I'd never thought much about the smell of blood and dead bodies before.
There were two people on the floor when we passed, and blood--a lot of it--splattered on the walls and pooled on the tiles. One of the victims was a girl with a gray lanyard tangled around her neck. She was a junior then, with long blond hair that was stained with her own shade of red. The other was a boy who I couldn't quite make out. He wasn't wearing his lanyard. I imagine he would've been written up if he got to his next class, probably, but maybe he was the type able to charm himself out of the detention. I suppose it didn't matter, though. There wasn't a next class for him.
I tried to look at their faces, but I couldn't bring myself to do it. The boy was lying on his stomach, but his face was turned towards our line. My eyes could barely manage to skim over it before veering suddenly to the plain bulletin behind him. The girl was turned away from us in a stooped position against the wall, her hair covering the majority of her features. I was silently thankful. I didn't want to think about who they were--not then. I never wanted to know, really.
Rachel buried her face into my shoulder, sobbing forcefully into my uniform polo. I could tell she was trying like hell to stay quiet--she stopped herself from sniffling loudly once we'd left the classroom and was heaving softly out of her mouth so her spit and snot ended up all over my shoulder--but it wasn't working well. Olivia was having the same problem further up the line. She normally sat two seats ahead of me in Mrs. Dwyer's class. Freddy Thompson looked back at both of us and put a finger to his lips. He was our class president. Obediently, I reached back and gripped Rachel's hand, pulling her gently to my side so she was walking further away from the corpses. Daniel Kim stayed behind in line to do the same for Olivia. Olivia had almost snapped at him earlier today for "pretending to be her friend" or something like that, but now she didn't seem to mind.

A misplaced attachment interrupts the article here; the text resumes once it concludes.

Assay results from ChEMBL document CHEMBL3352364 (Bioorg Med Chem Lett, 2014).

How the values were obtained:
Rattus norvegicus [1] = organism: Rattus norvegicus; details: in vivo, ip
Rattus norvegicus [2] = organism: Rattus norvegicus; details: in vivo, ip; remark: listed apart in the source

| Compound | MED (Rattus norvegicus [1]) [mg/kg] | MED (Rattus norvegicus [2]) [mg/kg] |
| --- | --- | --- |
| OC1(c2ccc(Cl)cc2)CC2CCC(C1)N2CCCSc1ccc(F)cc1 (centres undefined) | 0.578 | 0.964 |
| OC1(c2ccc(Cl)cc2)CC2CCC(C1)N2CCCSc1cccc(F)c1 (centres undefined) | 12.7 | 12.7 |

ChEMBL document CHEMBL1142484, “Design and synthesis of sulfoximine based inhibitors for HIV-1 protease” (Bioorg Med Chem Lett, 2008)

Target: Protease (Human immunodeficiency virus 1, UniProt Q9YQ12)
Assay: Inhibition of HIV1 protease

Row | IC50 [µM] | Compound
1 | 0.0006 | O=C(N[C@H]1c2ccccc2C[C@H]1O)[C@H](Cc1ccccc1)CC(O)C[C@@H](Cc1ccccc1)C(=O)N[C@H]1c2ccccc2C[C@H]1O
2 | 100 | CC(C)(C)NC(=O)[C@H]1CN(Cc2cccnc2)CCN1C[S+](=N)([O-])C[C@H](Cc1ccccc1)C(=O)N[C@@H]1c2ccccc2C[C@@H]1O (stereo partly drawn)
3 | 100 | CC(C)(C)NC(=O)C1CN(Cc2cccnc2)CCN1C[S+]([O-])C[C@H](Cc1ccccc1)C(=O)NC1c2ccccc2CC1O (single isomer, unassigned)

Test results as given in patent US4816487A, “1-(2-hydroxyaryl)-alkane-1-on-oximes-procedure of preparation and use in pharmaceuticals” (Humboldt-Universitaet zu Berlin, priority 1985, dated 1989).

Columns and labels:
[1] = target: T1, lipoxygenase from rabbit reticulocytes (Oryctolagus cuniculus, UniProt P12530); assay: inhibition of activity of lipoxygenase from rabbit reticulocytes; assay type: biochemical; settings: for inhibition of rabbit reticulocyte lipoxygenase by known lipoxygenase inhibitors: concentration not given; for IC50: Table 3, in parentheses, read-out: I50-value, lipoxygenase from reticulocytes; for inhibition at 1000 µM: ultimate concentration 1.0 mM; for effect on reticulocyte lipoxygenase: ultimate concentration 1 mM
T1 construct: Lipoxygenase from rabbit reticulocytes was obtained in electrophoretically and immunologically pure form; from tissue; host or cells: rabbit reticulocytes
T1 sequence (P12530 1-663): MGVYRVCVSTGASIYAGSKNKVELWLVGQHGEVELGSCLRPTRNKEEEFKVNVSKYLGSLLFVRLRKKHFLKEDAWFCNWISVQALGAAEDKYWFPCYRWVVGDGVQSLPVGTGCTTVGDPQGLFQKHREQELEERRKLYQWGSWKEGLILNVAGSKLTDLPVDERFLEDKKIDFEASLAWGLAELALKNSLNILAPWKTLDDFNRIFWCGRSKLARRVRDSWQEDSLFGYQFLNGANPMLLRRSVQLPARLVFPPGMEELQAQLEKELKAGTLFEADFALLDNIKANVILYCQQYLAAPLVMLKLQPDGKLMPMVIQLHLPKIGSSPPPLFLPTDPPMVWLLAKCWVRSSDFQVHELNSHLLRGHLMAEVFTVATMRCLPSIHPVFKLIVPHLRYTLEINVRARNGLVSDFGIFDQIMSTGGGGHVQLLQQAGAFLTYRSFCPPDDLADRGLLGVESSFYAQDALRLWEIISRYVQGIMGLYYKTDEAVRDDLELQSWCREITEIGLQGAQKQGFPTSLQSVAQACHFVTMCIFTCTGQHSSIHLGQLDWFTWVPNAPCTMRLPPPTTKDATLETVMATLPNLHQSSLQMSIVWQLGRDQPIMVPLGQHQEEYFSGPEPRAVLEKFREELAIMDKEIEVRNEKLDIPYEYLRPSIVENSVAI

We were just down the hall from an exit, but that hallway was the longest distance I'd ever walked. The posters for the school musical and club fundraisers were still up, but a few of them were smeared with red, as if someone had wiped their bloody hand across them. We reached the doors and began filing out into the parking lot, but as we were leaving, we heard another round of gunshots. The shooter must've been near the cafeteria. Immediately, my thoughts went to Milo. Rachel barely stifled another sob.
It didn't matter. We had to keep going.
I barely remember what happened next. There was a police barricade outside the school. Ms. Dwyer led us to them. They asked if any of us were injured. We all nodded no. They told us to call our parents. Some people got out our phones. They told us we were safe. We said "okay" and proceeded in numbness.
I sat down on the pavement and stared at the ground. It was hard to look at the school. It was hard to look at Rachel, or Olivia, or the policemen, or anyone. Instead, I looked at my shoes. My white Nike sneakers had blotches of crimson on their toes. I must've stepped through the gray-lanyard junior girl's blood without noticing. Thinking about it made me want to vomit, so I reluctantly made myself look up.
A policewoman was talking to Rachel. Walkie-talkies were going off everywhere, but I couldn't make out what they were saying. Far away at the main entrance, another class had escaped. It was small--only about ten kids--led by my French teacher, Monsier McKowsky. It was probably his other French 5 class. My friend Hedi was in the group somewhere, and even though I wanted to look for her, I could only see the limping girl Monsier was holding onto. From head to toe, she was covered. I wondered how much blood I'd seen today.
I took out my phone. I wasn't ready to call my mom yet, but I knew she would worry if I didn't. I was distracted, though, by one new message from Milo, sent three minutes ago.
Please tell me you're safe, it said.
I'm safe, I replied. My hands were shaking. Where are you?
The three dots let me know he was responding, but it seemed like forever until the two messages appeared.
In Hedge's room, in the closet.
Don't worry, my phone is on silent, and my screen isn't bright enough to screw me over. I think I'm safe. But I just heard three more gunshots. Are the police here?
Hedge's room was on the second floor in the science wing. Milo would have trouble getting out if he wanted to, but at least he wasn't in the cafeteria now. Maybe that make-up test saved his life.
Yes. They're surrounding the school. Rachel's talking with a policewoman now. Please stay safe, I said.
I will. I love you.
I love you too.
He was silent after that. There were no dots. I texted my mom that I was okay.